When the Open Austin core team met in 2017 to write a statement of the values that would define Open Austin as an organization, including “Open Data,” “Open Research,” and “Open Source Technology,” nothing in that mission statement referenced environmental sustainability. That omission reflected the reasonable point of view that the climate and open data were basically separate issues, and an organization dedicated to working on one issue didn’t need to think much about the other.
But sometimes new information requires a different outlook. The recent United Nations “Emissions Gap” report has revealed that the harms from global warming are happening faster than projected, most countries are falling short of their commitments to cut emissions, and that “fundamental structural changes” are now needed to meet the crisis. According to one striking section of the report:
Climate protection and adaptation investments will become a precondition for peace and stability, and will require unprecedented efforts to transform societies, economies, infrastructures and governance institutions. At the same time, deep and rapid decarbonization processes imply fundamental structural changes are needed within economic sectors, firms, labour markets and trade patterns.
Still reeling from the impact of this devastating news, people everywhere are looking for ways to realign their economic and work choices to fit within the needed structural changes. For Open Austin, the challenge is not to become a climate nonprofit, but to be an open source nonprofit that remains relevant in a time of climate emergency. By releasing the Atmosphere Software Licenses, we’re taking a step toward meeting that challenge. The Atmosphere Licenses are designed to make open source works more environmentally responsible by creating an incentive for organizations that rely on open source to divest from fossil fuels. The Atmosphere licenses are inspired by the Ethical Source movement, but they’re carefully drafted so they still fall within the Open Source Definition. If you choose to license your open source project under an Atmosphere license instead of an established license like the GPL or the MIT License, then everyone will still be free to read or run your software. But if a user or organization wants to engage more deeply with the software by modifying it and then republishing it or serving it to others over the internet, then the Atmosphere License will only permit them to do so if they’ve divested from fossil fuels.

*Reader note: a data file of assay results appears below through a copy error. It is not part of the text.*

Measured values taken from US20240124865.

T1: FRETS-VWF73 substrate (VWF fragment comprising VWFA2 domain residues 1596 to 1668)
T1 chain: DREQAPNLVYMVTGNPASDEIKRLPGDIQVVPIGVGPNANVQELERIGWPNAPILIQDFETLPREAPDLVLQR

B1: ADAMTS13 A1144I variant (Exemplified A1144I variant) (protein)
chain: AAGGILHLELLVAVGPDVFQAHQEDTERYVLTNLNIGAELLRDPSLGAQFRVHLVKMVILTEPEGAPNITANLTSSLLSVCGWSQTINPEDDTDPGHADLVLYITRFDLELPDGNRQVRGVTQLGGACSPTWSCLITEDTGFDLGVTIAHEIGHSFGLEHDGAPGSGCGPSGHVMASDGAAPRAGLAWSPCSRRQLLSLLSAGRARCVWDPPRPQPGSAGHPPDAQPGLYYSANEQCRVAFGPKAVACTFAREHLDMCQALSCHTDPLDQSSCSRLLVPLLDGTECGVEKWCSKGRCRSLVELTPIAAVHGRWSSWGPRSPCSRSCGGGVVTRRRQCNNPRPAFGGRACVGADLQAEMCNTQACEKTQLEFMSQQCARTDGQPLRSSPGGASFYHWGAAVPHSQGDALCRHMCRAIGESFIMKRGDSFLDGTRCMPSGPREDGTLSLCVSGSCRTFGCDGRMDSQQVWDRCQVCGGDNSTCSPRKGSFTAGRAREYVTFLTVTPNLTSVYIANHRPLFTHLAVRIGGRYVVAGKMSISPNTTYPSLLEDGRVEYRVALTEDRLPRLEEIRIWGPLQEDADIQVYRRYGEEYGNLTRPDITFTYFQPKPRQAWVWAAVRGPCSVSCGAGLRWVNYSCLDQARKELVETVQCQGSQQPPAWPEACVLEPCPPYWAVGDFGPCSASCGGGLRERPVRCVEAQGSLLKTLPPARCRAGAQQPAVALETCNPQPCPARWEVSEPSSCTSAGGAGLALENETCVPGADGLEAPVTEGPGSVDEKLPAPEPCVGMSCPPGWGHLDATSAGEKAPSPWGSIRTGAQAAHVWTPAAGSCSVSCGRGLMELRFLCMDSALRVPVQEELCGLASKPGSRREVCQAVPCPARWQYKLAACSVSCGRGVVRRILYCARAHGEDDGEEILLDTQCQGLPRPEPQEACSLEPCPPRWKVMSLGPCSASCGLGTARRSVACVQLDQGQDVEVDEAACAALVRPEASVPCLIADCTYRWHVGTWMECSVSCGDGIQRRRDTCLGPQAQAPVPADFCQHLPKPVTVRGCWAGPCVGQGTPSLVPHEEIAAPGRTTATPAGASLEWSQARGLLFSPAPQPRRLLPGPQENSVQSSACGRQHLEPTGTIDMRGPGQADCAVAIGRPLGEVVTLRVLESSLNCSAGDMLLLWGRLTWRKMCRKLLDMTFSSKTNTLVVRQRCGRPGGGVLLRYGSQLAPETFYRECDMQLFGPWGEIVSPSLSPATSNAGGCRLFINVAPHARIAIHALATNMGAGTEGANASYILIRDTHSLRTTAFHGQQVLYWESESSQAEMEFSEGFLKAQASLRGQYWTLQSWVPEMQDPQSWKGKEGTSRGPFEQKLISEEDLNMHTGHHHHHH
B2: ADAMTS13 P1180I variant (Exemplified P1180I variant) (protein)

There are many different reasons that people release open source software, ranging from commercial to altruistic and beyond. That means an Atmosphere license won’t be appropriate for every project. But in the “new normal” of the climate crisis, if a developer releases open source software for free with the motive of creating a benefit for the public, then fossil fuel divestment should be a baseline expectation of any user organization that relies extensively on the software. Otherwise, the software could easily end up doing more harm than good.
Like any other Code for America Brigade project, the Atmosphere License website is a perpetual work in progress, created with volunteer labor. It could use help from experts in design and usability, and the license text is still subject to revision in future versions pending the input of policy and legal experts. If you’d like to get involved, check out the #p-atmosphere-license channel of the Open Austin community on Slack: Get an invite
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